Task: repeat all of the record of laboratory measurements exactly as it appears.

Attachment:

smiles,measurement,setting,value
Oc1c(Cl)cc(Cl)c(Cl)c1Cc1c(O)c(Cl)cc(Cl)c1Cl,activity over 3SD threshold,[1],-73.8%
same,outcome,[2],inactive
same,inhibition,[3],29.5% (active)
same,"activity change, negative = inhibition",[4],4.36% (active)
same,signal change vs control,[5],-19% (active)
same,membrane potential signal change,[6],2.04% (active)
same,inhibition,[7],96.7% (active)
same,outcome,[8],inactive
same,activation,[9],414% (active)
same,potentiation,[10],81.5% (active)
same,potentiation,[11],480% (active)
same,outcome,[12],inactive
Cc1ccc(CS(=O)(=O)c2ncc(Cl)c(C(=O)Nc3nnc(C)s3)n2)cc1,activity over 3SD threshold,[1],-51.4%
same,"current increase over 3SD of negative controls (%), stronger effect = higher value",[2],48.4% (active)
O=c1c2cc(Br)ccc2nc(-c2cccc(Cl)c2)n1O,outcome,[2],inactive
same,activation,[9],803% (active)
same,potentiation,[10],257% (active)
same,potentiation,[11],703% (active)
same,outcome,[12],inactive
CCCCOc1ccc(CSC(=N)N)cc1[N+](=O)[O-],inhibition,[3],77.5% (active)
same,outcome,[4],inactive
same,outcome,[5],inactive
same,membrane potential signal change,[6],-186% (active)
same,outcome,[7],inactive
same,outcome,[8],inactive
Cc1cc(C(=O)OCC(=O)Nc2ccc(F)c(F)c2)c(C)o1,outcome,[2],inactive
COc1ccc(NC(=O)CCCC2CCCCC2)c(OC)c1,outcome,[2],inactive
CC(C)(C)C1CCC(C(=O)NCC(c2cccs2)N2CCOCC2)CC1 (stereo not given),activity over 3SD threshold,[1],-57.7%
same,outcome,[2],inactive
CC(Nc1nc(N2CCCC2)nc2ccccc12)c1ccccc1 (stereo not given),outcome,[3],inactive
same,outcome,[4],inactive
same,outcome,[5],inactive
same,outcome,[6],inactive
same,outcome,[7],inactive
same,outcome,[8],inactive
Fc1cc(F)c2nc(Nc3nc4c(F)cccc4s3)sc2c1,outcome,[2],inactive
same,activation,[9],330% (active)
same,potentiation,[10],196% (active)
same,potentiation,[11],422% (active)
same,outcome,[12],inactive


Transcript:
smiles,measurement,setting,value
Oc1c(Cl)cc(Cl)c(Cl)c1Cc1c(O)c(Cl)cc(Cl)c1Cl,activity over 3SD threshold,[1],-73.8%
same,outcome,[2],inactive
same,inhibition,[3],29.5% (active)
same,"activity change, negative = inhibition",[4],4.36% (active)
same,signal change vs control,[5],-19% (active)
same,membrane potential signal change,[6],2.04% (active)
same,inhibition,[7],96.7% (active)
same,outcome,[8],inactive
same,activation,[9],414% (active)
same,potentiation,[10],81.5% (active)
same,potentiation,[11],480% (active)
same,outcome,[12],inactive
Cc1ccc(CS(=O)(=O)c2ncc(Cl)c(C(=O)Nc3nnc(C)s3)n2)cc1,activity over 3SD threshold,[1],-51.4%
same,"current increase over 3SD of negative controls (%), stronger effect = higher value",[2],48.4% (active)
O=c1c2cc(Br)ccc2nc(-c2cccc(Cl)c2)n1O,outcome,[2],inactive
same,activation,[9],803% (active)
same,potentiation,[10],257% (active)
same,potentiation,[11],703% (active)
same,outcome,[12],inactive
CCCCOc1ccc(CSC(=N)N)cc1[N+](=O)[O-],inhibition,[3],77.5% (active)
same,outcome,[4],inactive
same,outcome,[5],inactive
same,membrane potential signal change,[6],-186% (active)
same,outcome,[7],inactive
same,outcome,[8],inactive
Cc1cc(C(=O)OCC(=O)Nc2ccc(F)c(F)c2)c(C)o1,outcome,[2],inactive
COc1ccc(NC(=O)CCCC2CCCCC2)c(OC)c1,outcome,[2],inactive
CC(C)(C)C1CCC(C(=O)NCC(c2cccs2)N2CCOCC2)CC1 (stereo not given),activity over 3SD threshold,[1],-57.7%
same,outcome,[2],inactive
CC(Nc1nc(N2CCCC2)nc2ccccc12)c1ccccc1 (stereo not given),outcome,[3],inactive
same,outcome,[4],inactive
same,outcome,[5],inactive
same,outcome,[6],inactive
same,outcome,[7],inactive
same,outcome,[8],inactive
Fc1cc(F)c2nc(Nc3nc4c(F)cccc4s3)sc2c1,outcome,[2],inactive
same,activation,[9],330% (active)
same,potentiation,[10],196% (active)
same,potentiation,[11],422% (active)
same,outcome,[12],inactive